Trump Day – A View From A Reader

("RJ" commented on Jason Busch's article on the Spend Matters US site. We liked the comment so much we have turned it into this article as part of our Trump Day. RJ is an experienced UK procurement practitioner who wishes to remain anonymous).

From the other side of the Atlantic, I sure hope that the President works out as well as Jason Busch depicts here. For the next few months, though, I'm guessing you're likely to experience the same period of dreaded limbo we're having here in the UK post-Brexit, where nobody really knows what will actually happen and the whole economy and political scenario is driven by speculation and at times wild postulation on all sides.

The real question is how far Trump has either the will or the ability to see through the more extreme elements of his "policies" (insofar as these were articulated during the campaign). His past behaviours show that he is at heart a self-interested narcissist who will take whatever line best suits his personal ends and my one hope is that in order to protect his (apparently very fragile) ego, he will be forced into more pragmatic stances in order to either keep the economy afloat or prevent catastrophic military situations.

Like you, for example, I can't see how even a Republican Congress is likely to approve tax plans that have been estimated to lose $4.1 trillion from tax incomes. Nor can I see how the mass deportation of up to 11m people from the low-pay labour market will be permitted by lobbyists in the agriculture and hospitality industries (aside from the pure logistics and costs of the action). And as for the wall...

However, my two greatest fears (among a very long list) are the potential impact upon the global economy of his stated actions and the political destabilisation that his posturing has caused and the apparent acceptance that the American population has shown for a reversion to misogyny, racism, homophobia and nationalism.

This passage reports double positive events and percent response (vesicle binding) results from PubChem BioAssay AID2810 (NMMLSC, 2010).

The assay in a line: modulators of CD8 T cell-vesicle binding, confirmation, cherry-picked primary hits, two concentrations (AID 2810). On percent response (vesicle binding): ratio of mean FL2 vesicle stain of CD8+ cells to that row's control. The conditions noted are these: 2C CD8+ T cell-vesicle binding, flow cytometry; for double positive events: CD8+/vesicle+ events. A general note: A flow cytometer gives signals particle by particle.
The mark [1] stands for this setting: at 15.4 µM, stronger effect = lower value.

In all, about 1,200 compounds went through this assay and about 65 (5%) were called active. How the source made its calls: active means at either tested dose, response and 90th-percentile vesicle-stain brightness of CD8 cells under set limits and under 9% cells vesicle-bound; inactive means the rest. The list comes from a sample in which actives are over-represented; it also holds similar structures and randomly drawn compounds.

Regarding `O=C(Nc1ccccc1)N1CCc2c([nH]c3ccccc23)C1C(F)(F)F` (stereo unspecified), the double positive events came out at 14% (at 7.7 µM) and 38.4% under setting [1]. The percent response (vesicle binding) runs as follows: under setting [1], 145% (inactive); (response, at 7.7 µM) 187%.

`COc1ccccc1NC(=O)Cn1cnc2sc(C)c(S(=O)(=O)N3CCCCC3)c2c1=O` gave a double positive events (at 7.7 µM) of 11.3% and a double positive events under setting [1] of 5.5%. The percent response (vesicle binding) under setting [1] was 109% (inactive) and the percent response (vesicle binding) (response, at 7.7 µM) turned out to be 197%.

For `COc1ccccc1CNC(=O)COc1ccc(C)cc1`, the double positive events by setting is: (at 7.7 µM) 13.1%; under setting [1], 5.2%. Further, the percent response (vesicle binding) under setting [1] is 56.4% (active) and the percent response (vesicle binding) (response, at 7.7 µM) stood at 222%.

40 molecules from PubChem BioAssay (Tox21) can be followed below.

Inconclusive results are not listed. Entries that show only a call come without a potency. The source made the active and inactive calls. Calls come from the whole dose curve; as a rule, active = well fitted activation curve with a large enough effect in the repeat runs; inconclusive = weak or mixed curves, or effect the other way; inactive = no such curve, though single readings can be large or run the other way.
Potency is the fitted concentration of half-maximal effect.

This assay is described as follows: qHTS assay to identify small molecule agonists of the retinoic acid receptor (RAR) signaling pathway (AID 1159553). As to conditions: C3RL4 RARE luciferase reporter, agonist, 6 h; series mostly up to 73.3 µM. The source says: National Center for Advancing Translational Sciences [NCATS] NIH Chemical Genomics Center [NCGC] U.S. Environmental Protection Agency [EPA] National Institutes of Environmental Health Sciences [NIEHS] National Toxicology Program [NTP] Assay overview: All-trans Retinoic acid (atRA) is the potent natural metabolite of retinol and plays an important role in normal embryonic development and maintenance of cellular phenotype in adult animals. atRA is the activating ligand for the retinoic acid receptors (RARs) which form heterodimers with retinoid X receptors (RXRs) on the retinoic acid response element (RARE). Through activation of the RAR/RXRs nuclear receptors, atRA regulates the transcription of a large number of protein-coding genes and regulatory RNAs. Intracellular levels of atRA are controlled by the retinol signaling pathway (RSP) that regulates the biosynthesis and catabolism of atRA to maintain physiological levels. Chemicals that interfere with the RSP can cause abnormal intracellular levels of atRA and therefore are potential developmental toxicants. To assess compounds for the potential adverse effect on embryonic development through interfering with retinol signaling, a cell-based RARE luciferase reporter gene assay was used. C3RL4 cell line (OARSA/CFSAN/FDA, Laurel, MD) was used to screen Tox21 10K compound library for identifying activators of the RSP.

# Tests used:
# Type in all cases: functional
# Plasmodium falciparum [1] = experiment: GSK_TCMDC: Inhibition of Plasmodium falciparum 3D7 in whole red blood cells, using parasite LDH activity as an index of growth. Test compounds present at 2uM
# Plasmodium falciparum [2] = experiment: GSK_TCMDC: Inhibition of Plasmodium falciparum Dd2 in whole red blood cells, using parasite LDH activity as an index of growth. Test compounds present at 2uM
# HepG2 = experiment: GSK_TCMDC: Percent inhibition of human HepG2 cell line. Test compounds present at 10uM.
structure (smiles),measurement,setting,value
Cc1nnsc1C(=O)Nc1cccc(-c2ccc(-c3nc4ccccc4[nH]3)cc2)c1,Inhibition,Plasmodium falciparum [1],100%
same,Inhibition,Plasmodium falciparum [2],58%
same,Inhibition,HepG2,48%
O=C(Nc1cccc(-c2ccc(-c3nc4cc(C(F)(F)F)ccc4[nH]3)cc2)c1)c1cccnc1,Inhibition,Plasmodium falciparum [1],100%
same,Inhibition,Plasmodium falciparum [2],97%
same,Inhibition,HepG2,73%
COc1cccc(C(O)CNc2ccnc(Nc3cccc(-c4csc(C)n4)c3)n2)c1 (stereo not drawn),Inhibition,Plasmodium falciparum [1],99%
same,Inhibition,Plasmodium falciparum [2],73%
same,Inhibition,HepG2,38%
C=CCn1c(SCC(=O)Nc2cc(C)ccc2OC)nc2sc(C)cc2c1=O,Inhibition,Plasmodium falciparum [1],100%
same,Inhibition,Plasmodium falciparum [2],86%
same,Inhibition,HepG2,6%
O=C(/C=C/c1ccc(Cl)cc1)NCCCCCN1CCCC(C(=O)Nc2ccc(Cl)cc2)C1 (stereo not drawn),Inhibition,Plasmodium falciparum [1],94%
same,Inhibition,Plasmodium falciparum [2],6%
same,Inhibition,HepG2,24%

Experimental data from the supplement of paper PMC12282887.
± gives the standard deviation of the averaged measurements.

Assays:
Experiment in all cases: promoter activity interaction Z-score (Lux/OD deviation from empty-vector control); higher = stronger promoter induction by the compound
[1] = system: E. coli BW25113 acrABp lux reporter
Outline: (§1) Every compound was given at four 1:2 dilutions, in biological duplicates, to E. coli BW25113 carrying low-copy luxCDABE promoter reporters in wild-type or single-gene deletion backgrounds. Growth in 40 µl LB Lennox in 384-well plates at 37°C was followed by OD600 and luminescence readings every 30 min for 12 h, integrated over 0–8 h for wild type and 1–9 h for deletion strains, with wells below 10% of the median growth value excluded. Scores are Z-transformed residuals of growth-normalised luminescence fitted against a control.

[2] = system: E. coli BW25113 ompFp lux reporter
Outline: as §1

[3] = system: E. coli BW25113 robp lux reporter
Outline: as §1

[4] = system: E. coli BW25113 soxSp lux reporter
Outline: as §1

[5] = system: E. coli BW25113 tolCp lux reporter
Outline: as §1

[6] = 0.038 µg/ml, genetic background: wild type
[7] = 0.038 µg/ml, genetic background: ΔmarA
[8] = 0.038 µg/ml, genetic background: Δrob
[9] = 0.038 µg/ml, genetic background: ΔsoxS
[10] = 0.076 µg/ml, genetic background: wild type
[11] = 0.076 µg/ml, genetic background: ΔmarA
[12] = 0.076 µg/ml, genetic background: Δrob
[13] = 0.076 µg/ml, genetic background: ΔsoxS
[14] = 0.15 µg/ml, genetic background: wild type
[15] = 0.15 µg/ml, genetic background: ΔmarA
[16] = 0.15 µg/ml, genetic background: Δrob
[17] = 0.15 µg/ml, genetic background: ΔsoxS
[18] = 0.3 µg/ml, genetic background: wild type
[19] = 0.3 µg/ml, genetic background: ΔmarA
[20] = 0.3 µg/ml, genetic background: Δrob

US protectionism (apart from the short term inflationary impact of tariffs etc.) may well assist the domestic economy, assuming that the US can throw its weight around to ensure the impacts are as one-sided as possible. However, what this will do to the economies of other countries is worrying - not least here in the UK where we will have to do some kind of trade deal with Trump.

And politically we have already seen a rise in racial tensions (and actual violence) in the UK post-Brexit vote, along with a rise in acceptability of far right politics in other European countries. It's quite feasible to imagine a National Front president in France, and extremist politicians in positions of power in the Netherlands, Belgium, Germany and others within 12-24 months. And this is all before we see what a more relaxed attitude to Putin drives in terms of Eastern European politics.

I know we might want to try and put a positive spin on the situation and to focus on just a few of the areas that impact us personally and professionally but I am personally very fearful of the years ahead. I just pray that the USA's constitutional "checks and balances" can be shown to work.

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